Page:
ALTWhile working on her latest Sweet Valley High-esque book, Mavis receives a mass e-mail from her high school boyfriend Buddy (Patrick Wilson), announcing that he and his wife are expecting their first child. This sets a fire under Mavis' ass, and after chugging a 2-Liter of Diet Coke and throwing on a Hello Kitty tee, she hits the road to take back the man that's rightfully hers. Mavis shacks up in a drab hotel located in the heart of her small, Minnesota hometown and immediately proceeds to the bar to indulge in her favorite pastime: pounding back whiskey. There she runs in to one of her forgettable high school classmates, Matt Freehauf (Patton Oswalt), who she only recalls after being reminded of a horrendous gay bashing that left both his legs crippled ("And I'm not even gay."). The two form an unlikely friendship—Matt being enamored by Mavis' pathetic quest, Mavis needing an ear to talk off.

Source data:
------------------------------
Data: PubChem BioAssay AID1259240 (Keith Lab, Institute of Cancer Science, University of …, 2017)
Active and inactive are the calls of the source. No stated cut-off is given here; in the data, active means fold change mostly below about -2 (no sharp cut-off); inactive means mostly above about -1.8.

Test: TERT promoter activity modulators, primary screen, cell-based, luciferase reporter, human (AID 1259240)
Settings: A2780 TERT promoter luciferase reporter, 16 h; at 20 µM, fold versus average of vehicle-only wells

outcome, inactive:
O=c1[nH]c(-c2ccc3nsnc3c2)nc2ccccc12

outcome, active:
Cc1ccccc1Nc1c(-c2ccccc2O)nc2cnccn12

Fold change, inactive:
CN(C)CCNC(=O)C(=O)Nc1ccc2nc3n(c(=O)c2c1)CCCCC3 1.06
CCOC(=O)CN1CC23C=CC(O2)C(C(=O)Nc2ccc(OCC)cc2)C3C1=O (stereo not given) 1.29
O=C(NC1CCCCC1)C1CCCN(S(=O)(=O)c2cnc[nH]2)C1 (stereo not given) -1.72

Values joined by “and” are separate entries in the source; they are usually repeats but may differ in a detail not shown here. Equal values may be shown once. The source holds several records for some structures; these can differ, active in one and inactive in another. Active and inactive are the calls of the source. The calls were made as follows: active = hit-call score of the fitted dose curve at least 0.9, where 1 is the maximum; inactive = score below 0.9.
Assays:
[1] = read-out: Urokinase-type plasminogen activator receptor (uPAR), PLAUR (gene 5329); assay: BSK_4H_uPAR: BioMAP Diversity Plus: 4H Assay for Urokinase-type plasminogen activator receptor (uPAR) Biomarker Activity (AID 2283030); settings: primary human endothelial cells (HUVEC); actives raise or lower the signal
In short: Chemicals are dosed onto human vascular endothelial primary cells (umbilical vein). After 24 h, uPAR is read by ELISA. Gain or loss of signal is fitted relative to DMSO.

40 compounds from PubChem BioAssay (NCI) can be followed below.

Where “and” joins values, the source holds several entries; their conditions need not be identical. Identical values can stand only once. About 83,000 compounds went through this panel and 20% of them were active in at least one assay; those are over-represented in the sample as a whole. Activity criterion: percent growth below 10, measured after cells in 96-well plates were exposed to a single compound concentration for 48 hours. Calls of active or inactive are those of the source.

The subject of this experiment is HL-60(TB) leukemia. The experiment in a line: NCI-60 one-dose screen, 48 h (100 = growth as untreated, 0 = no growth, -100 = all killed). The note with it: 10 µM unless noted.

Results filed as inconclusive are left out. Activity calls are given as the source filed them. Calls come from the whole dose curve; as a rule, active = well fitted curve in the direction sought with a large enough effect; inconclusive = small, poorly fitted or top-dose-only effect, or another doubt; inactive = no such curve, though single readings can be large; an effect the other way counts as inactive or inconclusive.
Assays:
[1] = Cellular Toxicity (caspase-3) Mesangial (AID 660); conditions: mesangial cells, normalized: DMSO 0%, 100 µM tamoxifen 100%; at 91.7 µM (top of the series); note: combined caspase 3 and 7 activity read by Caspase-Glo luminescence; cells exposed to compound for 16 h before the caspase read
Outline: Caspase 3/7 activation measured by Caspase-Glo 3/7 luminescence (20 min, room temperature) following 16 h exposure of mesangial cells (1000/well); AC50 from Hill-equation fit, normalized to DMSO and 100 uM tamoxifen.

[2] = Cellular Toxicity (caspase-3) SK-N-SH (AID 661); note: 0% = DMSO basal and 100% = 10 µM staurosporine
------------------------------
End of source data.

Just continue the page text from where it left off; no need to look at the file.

Young Adult's simple premise allows writer Diablo Cody (Juno, The United States of Tara) to move Mavis from depressing suburban local to depressing suburban local with ease, creating a playground of homogenized perfection for Theron's foul behavior. Whether she open-mouth chewing on fried chicken at the local KFC/Taco Bell, covering up last night's hangover with a fresh facial or seducing Buddy at the Applebee's-esque restaurant, Mavis never falters, always looking down at her surroundings, finding excuses for why she's not the source of her own problems.

Theron's performance is fearless, one of the few crass female performances shaded with human complexity and empathy. Young Adult is a very funny film that works because of its star's ability to teeter the edge of comical and truly unlikable. Oswalt and Wilson amplify the main performance, embodying their own grounded characters to properly riff with the vulgar Mavis. Matt is a very Patton-y character to begin with, but between is jokey back-and-forths with Mavis is an inherent sadness, one Oswalt surfaces with a contrasting subtly. Unlike Mavis, Matt has the ability to rise above is own plight and change. His new friend is, tragically, a lost cause. At times, the film's story feels too narrow, never allowing us to really explore Mavis' other relationships, but it's hard to naysay for wanting more.